If we had a re-start, what system would we choose? Much of the problem is that, as Bill implies, ever increasing bureaucracy is ruining everything. It’s driven by a self-serving, fee driven legal system created a thousand years ago and fiddled with ever since. Our legal system is ruining Britain and is the opposite of just – the wealthier you are the better it serves you.
      What about a complete rewrite, into a single book that everyone understands, that can be updated but not expanded? No more legal precedent that ever-expands the complexity of the system behind the legal systems gravy train.
      It would fix every societal ill we have. Our economy would thrive so we could afford better education, health, policing, defence, pensions, and so on. Government would become simpler and so more effective. We would feel like a fairer society. Trust would increase in the system and each other. Government would have the time to plan a real future instead of fire-fight.
      What I’m suggesting is a Constitution. Not like the American outdated toy that is simplistic and not updated, but a fit for purpose one that covers all areas yet moves with the times, and sweeps away legal precedent because it wouldn’t be needed.
      For example, all the legal complexity behind the process that is failing to protect Hamble against Persimmon would be replaced with simple, easily understood principles that apply common sense.
      The second fundamental problem the U.K. has is the lack of a long term plan. No one asks the fundamental questions: What is Britain’s purpose?; where would we like to be in 50 years, and; how will we get there? Party manifestos (yes I read the 2017 Labour one, John) keep within the constraints of the existing system and focus mainly on the next election.
      There you go. I’ve said it now. Nothing will change but at least it’s off my chest.
      Are you sailing tonight Bill, or will I see you at the Southern? There’s not much wind so I recommend the latter.

  2. Bill

    Reading this makes me think of The Lorax by Dr Seuss. I could, genuinely, cry for what we have done, and lost, over the last 40 years. As John has said, we feel your pain and can only hope that the end result is not as bad as you envisage.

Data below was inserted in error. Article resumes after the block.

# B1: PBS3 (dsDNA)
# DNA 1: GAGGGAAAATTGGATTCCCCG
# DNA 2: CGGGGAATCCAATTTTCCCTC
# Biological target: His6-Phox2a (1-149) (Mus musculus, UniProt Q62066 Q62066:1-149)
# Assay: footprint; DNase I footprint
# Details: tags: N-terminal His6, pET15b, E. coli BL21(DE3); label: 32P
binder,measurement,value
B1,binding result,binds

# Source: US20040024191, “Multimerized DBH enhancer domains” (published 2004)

3. “At the heart of our village is the airfield – famous in WW2 as home of the Spitfire Girls who delivered repaired aircraft to RAF squadrons around the country. The village expanded around the airfield, and housing and schools now surround it on three sides. The airfield later became a pilot training centre. When it was closed in the 1980s the intention was for it to become parkland and green space. “

    It seems there’s a chance the country is going to lose an important part of its National Heritage. Seems to me it should be Listed, just like many other airports. Maybe have a chat with Historic England?

  4. Great article,Bill, and interesting comments. Not sure about Martin’s solution though. It sounds great in theory but I fear that negotiating it would prove impossible because of party political divisions and vested interests. Also sounds a bit like replacing common law with the kind of Roman law-based system, with its codes, etc., that prevails in most of the EU. Not necessarily an improvement in terms of bloated bureaucracies and overregulation. Just look at the EU itself! Really sympathise with your plight, however, and agree that something needs to be done but not sure what would be workable.

    Paul Skinner